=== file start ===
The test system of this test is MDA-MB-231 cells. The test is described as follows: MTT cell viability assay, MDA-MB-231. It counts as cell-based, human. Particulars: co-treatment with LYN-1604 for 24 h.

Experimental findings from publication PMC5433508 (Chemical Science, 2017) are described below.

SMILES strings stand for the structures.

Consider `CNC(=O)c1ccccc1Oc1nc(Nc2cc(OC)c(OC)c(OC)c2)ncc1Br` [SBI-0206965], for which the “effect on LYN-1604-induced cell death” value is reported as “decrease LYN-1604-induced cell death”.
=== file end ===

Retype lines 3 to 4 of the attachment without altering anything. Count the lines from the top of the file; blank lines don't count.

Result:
SMILES strings stand for the structures.

Consider `CNC(=O)c1ccccc1Oc1nc(Nc2cc(OC)c(OC)c(OC)c2)ncc1Br` [SBI-0206965], for which the “effect on LYN-1604-induced cell death” value is reported as “decrease LYN-1604-induced cell death”.